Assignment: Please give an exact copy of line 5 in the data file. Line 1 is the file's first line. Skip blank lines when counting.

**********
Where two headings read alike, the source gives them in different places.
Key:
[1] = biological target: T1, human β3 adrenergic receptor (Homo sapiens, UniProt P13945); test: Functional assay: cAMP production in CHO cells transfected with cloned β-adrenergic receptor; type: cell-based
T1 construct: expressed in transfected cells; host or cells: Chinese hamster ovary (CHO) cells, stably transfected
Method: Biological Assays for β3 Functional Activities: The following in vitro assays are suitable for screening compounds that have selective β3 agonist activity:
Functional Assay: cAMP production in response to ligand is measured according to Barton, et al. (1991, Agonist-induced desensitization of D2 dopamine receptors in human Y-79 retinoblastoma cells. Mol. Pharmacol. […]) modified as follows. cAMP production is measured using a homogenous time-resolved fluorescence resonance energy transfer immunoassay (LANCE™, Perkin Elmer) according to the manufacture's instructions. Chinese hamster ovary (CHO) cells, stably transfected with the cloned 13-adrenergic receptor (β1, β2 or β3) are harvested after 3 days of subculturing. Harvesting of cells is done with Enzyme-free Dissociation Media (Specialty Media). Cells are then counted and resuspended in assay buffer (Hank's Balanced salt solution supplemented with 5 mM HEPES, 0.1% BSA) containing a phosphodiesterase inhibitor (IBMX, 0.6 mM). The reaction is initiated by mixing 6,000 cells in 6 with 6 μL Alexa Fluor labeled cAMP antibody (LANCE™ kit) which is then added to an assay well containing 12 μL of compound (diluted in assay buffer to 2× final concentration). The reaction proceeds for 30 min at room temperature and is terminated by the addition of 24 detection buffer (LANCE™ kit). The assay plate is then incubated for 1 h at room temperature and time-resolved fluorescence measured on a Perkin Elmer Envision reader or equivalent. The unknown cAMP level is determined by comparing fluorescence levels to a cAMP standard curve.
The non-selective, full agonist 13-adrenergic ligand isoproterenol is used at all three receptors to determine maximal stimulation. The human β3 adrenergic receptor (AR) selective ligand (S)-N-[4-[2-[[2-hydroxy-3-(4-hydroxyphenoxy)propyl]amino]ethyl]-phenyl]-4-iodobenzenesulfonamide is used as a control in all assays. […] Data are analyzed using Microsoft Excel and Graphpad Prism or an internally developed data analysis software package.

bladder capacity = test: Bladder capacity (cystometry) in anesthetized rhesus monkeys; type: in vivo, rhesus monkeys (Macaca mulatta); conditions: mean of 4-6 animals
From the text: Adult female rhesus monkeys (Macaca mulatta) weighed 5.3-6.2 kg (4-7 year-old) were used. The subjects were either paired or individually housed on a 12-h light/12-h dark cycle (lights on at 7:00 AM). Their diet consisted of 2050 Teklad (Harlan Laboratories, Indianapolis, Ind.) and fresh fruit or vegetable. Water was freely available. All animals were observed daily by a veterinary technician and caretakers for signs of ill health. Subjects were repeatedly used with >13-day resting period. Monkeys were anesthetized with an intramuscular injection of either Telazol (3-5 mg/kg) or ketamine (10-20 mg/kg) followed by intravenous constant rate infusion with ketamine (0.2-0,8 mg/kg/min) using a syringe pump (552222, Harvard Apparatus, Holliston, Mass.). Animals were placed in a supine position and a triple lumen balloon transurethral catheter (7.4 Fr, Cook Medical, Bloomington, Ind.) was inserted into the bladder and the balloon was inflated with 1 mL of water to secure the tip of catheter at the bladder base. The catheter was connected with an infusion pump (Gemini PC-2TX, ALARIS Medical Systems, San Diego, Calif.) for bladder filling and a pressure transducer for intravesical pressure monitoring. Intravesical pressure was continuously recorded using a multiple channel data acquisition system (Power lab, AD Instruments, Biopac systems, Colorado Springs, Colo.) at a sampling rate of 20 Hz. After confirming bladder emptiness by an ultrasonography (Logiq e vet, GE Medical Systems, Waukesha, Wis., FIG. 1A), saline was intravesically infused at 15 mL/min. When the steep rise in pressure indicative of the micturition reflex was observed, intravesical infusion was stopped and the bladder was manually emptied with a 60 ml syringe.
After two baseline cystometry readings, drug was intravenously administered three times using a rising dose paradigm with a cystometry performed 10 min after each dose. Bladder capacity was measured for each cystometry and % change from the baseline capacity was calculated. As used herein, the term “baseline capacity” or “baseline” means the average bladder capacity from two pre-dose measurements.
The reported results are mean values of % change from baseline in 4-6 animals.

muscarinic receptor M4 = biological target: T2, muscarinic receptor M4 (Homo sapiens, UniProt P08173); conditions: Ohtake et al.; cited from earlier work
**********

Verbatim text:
Method: Biological Assays for β3 Functional Activities: The following in vitro assays are suitable for screening compounds that have selective β3 agonist activity: